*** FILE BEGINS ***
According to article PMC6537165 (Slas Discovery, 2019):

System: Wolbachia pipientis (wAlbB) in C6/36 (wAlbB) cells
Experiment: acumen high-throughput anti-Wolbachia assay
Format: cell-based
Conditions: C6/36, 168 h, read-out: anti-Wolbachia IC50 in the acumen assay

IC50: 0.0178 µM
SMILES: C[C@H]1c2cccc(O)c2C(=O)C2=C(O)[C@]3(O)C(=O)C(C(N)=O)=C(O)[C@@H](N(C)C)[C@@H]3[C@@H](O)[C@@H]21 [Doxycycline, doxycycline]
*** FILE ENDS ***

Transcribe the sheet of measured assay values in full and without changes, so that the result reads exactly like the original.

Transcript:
According to article PMC6537165 (Slas Discovery, 2019):

System: Wolbachia pipientis (wAlbB) in C6/36 (wAlbB) cells
Experiment: acumen high-throughput anti-Wolbachia assay
Format: cell-based
Conditions: C6/36, 168 h, read-out: anti-Wolbachia IC50 in the acumen assay

IC50: 0.0178 µM
SMILES: C[C@H]1c2cccc(O)c2C(=O)C2=C(O)[C@]3(O)C(=O)C(C(N)=O)=C(O)[C@@H](N(C)C)[C@@H]3[C@@H](O)[C@@H]21 [Doxycycline, doxycycline]